We’ve all heard of the ever-popular intermittent fasting diet, where you spend a significant portion of your day fasting and a shorter portion eating your meals. It allows for weight loss, increased energy, and reduced risk of chronic problems. It’s a diet that has actually been associated with many populations where a significant chunk of their citizens live past 100 years old. Well, there’s an additional way of timing your eating schedule so that those meals are in line with your body’s internal clock. This is called circadian rhythm fasting or the circadian rhythm diet. Your circadian rhythm is your internal clock. It regulates sleepfulness and wakefulness, among other things. We researched the said diet and broke it down for our readers. Keep reading for more!
What Is Circadian Rhythm Fasting?
Your circadian rhythm is run by your hypothalamus, an area that is super sensitive to light. Your body and brain get signals from the light and darkness on when to wake up, sleep, and even eat. Cortisol and melatonin. Cortisol is high in the morning, gets higher in the afternoon, and then drops at night. Melatonin does the opposite. It’s lowest in the morning and then gradually increases as the day goes on.
The circadian rhythm diet is a sun cycle diet. This is a version of intermittent fasting that encourages timing your meals with the rise and fall of the sun. So basically, your meals should align with when it’s light and dark outside. The differences between this and IF are not too dissimilar, but it’s akin to the older notion of not eating past 7 pm. The early bird special if you will. According to Forbes, this diet has a significant effect on your thyroid hormones, which affect the metabolism of the food you eat. When cortisol rises in the earlier hours, your metabolism is also up and running and you effectively use the food you eat as energy. When cortisol dips later in the day, your metabolism simultaneously slows down, which makes it more likely that your body will store the food you eat as fat.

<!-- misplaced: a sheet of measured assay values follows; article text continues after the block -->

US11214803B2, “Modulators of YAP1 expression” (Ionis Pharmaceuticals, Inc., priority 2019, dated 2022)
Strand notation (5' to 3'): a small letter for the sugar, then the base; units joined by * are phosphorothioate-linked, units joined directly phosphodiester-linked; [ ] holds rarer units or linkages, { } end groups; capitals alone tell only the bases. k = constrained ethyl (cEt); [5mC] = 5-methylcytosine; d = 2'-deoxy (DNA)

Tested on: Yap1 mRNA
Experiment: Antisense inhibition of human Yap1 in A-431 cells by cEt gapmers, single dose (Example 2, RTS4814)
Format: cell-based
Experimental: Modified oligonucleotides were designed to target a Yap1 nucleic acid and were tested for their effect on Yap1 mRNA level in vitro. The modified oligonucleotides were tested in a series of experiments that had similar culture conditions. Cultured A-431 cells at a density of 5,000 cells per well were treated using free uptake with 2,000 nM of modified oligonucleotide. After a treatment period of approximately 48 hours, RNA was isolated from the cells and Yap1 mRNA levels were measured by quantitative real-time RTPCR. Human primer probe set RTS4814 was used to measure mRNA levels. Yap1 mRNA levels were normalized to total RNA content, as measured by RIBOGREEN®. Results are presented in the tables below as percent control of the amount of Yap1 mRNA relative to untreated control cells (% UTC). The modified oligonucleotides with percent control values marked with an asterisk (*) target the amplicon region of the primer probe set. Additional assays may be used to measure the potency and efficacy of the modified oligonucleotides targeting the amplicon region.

“Circadian rhythm fasting also considers the role of insulin. When you eat, especially if you eat a meal that has a lot of carbohydrates, your body releases insulin in response to the rise in blood sugar. According to researchers from a study that was published in Cell in May 2019, if insulin rises at odd times—like when you eat a meal late at night—it can actually disrupt your circadian rhythm and increase your risk for long-term health problems, like type 2 diabetes and heart disease. Insulin also promotes the storage of body fat, especially if you eat too many carbohydrates or calories.”
The benefits include weight loss, faster metabolism, increased energy, better digestion, reduced inflammation, and improved immune function. Because the circadian rhythm relies on a predictable schedule of your hormones, it’s important you stick to the light and the darkness. Artificial light, extended screen time, and a differing sleep schedule can affect the balance when trying to stay on track with your Circadian rhythm.
What To Know
So there are a few things you should know when starting this diet:
Waking up between 5:30 a.m. and 8 a.m. each morning
Eat within two hours of waking up
Getting two to five minutes of sunlight first thing in the morning can reset the hypothalamus and help with better hormone regulation says MindBodyGreen
Do not eat later than 7 pm
Avoid processed foods
Avoid too many carbs
Go to bed between 9 pm and 11 pm
Avoid phones, television before bed
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